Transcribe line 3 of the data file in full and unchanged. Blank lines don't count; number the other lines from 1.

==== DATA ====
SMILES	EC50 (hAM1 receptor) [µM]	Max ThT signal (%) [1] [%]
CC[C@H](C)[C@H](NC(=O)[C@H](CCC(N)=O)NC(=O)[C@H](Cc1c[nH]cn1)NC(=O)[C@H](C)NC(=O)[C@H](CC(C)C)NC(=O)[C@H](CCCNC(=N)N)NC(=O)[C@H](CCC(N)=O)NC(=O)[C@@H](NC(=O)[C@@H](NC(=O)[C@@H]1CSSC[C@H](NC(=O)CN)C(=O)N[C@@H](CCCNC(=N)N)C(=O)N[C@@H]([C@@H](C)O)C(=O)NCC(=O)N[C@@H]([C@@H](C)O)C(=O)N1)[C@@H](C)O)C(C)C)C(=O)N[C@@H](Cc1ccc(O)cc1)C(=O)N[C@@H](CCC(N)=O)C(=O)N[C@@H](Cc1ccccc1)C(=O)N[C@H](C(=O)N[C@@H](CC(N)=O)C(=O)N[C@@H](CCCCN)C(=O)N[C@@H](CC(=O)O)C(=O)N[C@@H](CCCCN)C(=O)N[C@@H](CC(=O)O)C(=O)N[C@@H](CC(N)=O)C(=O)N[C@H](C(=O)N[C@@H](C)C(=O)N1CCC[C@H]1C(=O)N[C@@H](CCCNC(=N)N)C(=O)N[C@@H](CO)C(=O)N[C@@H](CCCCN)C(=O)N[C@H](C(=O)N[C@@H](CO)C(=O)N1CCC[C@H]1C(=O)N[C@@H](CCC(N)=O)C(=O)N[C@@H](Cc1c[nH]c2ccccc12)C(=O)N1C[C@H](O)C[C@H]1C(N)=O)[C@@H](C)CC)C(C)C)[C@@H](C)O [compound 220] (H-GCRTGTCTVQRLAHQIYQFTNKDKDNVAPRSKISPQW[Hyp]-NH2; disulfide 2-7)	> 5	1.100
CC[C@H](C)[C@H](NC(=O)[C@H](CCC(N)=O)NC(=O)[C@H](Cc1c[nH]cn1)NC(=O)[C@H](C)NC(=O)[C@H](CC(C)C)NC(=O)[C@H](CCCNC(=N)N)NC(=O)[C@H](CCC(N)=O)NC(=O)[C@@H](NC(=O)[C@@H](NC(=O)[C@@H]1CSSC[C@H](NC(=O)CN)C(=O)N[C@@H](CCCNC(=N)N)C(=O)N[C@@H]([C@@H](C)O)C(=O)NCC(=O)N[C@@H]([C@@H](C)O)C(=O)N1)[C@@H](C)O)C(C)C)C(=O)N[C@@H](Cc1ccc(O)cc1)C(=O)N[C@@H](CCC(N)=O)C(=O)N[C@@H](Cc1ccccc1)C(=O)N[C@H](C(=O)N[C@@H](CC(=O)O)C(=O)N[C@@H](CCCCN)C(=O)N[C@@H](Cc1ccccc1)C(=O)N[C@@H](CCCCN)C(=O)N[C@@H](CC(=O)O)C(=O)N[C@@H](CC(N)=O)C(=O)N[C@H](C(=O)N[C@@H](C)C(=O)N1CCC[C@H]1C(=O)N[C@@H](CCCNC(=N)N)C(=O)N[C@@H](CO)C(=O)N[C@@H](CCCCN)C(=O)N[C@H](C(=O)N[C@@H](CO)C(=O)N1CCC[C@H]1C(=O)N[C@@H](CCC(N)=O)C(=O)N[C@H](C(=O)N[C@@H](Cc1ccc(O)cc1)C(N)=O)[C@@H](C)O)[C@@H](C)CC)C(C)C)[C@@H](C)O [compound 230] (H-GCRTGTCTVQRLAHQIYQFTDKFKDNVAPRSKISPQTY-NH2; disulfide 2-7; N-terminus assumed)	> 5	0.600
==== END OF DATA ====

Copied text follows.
CC[C@H](C)[C@H](NC(=O)[C@H](CCC(N)=O)NC(=O)[C@H](Cc1c[nH]cn1)NC(=O)[C@H](C)NC(=O)[C@H](CC(C)C)NC(=O)[C@H](CCCNC(=N)N)NC(=O)[C@H](CCC(N)=O)NC(=O)[C@@H](NC(=O)[C@@H](NC(=O)[C@@H]1CSSC[C@H](NC(=O)CN)C(=O)N[C@@H](CCCNC(=N)N)C(=O)N[C@@H]([C@@H](C)O)C(=O)NCC(=O)N[C@@H]([C@@H](C)O)C(=O)N1)[C@@H](C)O)C(C)C)C(=O)N[C@@H](Cc1ccc(O)cc1)C(=O)N[C@@H](CCC(N)=O)C(=O)N[C@@H](Cc1ccccc1)C(=O)N[C@H](C(=O)N[C@@H](CC(=O)O)C(=O)N[C@@H](CCCCN)C(=O)N[C@@H](Cc1ccccc1)C(=O)N[C@@H](CCCCN)C(=O)N[C@@H](CC(=O)O)C(=O)N[C@@H](CC(N)=O)C(=O)N[C@H](C(=O)N[C@@H](C)C(=O)N1CCC[C@H]1C(=O)N[C@@H](CCCNC(=N)N)C(=O)N[C@@H](CO)C(=O)N[C@@H](CCCCN)C(=O)N[C@H](C(=O)N[C@@H](CO)C(=O)N1CCC[C@H]1C(=O)N[C@@H](CCC(N)=O)C(=O)N[C@H](C(=O)N[C@@H](Cc1ccc(O)cc1)C(N)=O)[C@@H](C)O)[C@@H](C)CC)C(C)C)[C@@H](C)O [compound 230] (H-GCRTGTCTVQRLAHQIYQFTDKFKDNVAPRSKISPQTY-NH2; disulfide 2-7; N-terminus assumed)	> 5	0.600